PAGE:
So, first a warning, Konstrukt and Haino have named this new live album with the same title they gave their previous studio album. This is giving certain streaming services indigestion, making it rather hard to tell which album is which. I recommend you purchase the album from the above bandcamp link.
If you’ll recall, I was quite enthusiastic about the previous studio Haino/Konstrukt collaboration of the same name.
The new live album is composed of two long live tracks and I am no less enthusiastic. If anything, I think this is album even more fun than the previous studio one.
Where the studio album was a bit more atmospheric, reminding me a bit of Einstürzende Neubauten in places, this is far more direct in its energy, running right out of the gate. Slowing down a bit for the odd synthesizer break, then being abused back into a trot via some very distorted guitar, and then segueing into a sax freakout that is truly one for the books. And that’s just the first 15 minutes.
As I said before, “Far Freaking Out!”, or perhaps in this case I should say, “Even Further Freaking Out!”.
This one surprised me. I am pretty familiar with Haino, but only have heard one other album by Turkish improvising group Konstrukt.
Konstrukt included synthesizers in this line up which gives it an altogether more SciFi feel than their album with Marshall Allen, “Vibrations of the Day”. This is all over the place in a most enjoyable way, ranging from folkish melodies, to full on SciFi freakout, to something that is nearly modern electronic music.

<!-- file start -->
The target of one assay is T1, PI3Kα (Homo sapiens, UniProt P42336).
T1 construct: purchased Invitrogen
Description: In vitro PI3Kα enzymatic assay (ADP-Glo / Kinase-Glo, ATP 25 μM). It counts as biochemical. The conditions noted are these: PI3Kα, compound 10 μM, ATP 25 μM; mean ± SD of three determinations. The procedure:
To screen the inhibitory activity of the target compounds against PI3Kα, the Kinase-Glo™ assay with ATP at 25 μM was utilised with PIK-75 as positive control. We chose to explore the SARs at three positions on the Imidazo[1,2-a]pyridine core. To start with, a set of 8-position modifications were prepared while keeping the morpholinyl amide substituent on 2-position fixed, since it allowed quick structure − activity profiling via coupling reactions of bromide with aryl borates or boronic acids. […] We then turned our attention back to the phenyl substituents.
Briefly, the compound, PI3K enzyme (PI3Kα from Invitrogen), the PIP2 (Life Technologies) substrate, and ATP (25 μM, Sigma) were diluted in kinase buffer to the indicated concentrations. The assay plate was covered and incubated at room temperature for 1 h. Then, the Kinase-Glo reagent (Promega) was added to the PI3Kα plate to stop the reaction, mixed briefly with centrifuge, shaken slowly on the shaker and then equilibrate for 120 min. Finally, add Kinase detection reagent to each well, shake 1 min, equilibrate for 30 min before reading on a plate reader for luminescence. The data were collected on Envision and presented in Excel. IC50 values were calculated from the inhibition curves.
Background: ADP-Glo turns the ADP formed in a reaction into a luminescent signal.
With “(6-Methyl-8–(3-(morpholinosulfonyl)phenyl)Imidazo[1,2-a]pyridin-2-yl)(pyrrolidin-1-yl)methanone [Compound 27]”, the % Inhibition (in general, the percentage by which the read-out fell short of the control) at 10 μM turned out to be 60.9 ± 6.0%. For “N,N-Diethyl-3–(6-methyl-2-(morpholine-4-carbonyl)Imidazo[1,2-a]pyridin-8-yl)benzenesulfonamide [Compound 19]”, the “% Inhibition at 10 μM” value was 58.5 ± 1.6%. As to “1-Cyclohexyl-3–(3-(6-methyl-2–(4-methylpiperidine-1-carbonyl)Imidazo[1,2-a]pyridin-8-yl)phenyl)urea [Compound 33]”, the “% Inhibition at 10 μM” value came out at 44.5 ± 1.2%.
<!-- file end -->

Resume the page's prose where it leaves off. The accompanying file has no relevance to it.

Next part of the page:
Vibrations of the Day by KonstruKt with Marshall Allen, Hüseyin Ertunç, and Barlas Tan Özemek.
KonstruKt is a Turkish improvising ensemble. The core ensemble is Umut Çağlar, guitar, Korhan Argüden, drums, Ozone Usta, percussion, and saxophonist Korhan Futaci. On this album they are augmented by Marshall Allen, Alto Saxophone, Hüseyin Ertunç, percussion, and Barlas Tan Özemek, guitar and synthesizer.
Marshall Allen is one of the great masters of the Alto Saxophone. Full stop. However, most of his life’s work has been consumed with propagating the vision of Sun Ra and his Arkestra. It’s rare you get to hear him blow outside of that context, so take those opportunities when you can get them.
KonstruKt’s interstellar tendencies are a fine match for Marshall Allen. It is especially fun to hear him spar with Korhan Futaci’s Soprano playing. As always, Mr Allen never lets anyone get too comfortable without challenging them. Too much melody, and he’ll take you out with an altissimo figure. Too abstract, and he blows you down with a bluesy noir lick.